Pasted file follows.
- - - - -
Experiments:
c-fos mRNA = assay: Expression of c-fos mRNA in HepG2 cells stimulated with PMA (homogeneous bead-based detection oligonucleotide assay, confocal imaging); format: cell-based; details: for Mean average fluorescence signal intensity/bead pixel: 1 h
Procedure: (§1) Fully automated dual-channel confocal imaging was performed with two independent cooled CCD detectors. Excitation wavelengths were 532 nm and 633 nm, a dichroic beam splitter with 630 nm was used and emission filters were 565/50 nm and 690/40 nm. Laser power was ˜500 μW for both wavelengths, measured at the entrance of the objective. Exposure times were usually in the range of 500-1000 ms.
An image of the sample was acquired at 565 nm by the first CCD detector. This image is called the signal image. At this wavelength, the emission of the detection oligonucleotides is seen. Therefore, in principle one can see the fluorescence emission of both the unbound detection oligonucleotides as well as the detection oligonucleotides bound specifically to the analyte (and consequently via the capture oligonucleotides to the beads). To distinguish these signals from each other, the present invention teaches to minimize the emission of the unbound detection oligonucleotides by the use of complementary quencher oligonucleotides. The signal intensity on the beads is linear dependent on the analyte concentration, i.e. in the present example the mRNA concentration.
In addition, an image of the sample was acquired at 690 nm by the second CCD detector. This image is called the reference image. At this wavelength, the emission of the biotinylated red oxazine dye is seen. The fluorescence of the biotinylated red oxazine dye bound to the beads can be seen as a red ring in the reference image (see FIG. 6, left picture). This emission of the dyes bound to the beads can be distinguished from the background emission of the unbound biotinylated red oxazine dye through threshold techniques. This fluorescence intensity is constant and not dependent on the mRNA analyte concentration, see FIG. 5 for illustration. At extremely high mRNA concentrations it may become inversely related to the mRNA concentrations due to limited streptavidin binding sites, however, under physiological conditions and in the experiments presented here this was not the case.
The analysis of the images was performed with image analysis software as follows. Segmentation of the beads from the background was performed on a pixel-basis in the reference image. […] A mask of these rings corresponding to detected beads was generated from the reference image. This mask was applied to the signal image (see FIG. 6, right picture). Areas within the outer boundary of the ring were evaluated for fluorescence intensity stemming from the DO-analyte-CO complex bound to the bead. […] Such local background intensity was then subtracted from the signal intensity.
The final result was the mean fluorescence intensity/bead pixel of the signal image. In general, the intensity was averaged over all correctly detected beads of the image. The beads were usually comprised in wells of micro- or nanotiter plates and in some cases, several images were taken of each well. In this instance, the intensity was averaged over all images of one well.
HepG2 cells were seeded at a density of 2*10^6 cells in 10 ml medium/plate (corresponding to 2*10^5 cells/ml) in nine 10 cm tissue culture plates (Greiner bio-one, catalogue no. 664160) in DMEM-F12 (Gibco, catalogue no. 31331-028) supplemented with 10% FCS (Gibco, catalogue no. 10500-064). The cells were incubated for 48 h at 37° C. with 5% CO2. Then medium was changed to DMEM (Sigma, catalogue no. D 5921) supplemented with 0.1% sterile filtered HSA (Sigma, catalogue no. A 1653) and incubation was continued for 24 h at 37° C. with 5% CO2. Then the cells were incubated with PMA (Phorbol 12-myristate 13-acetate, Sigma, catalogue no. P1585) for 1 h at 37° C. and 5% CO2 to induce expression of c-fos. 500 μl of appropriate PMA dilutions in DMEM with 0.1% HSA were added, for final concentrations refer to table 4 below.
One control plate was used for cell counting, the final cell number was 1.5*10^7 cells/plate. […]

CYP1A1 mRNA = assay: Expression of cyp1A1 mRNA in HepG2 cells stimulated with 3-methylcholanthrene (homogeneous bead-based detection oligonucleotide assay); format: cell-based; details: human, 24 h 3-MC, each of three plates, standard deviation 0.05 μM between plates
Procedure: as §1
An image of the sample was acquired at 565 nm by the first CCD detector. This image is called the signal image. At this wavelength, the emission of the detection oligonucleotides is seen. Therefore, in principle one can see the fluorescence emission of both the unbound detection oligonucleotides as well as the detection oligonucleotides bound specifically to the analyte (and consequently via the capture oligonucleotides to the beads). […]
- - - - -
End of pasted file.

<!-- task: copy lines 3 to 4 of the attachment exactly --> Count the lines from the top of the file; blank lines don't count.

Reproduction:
Procedure: (§1) Fully automated dual-channel confocal imaging was performed with two independent cooled CCD detectors. Excitation wavelengths were 532 nm and 633 nm, a dichroic beam splitter with 630 nm was used and emission filters were 565/50 nm and 690/40 nm. Laser power was ˜500 μW for both wavelengths, measured at the entrance of the objective. Exposure times were usually in the range of 500-1000 ms.
An image of the sample was acquired at 565 nm by the first CCD detector. This image is called the signal image. At this wavelength, the emission of the detection oligonucleotides is seen. Therefore, in principle one can see the fluorescence emission of both the unbound detection oligonucleotides as well as the detection oligonucleotides bound specifically to the analyte (and consequently via the capture oligonucleotides to the beads). To distinguish these signals from each other, the present invention teaches to minimize the emission of the unbound detection oligonucleotides by the use of complementary quencher oligonucleotides. The signal intensity on the beads is linear dependent on the analyte concentration, i.e. in the present example the mRNA concentration.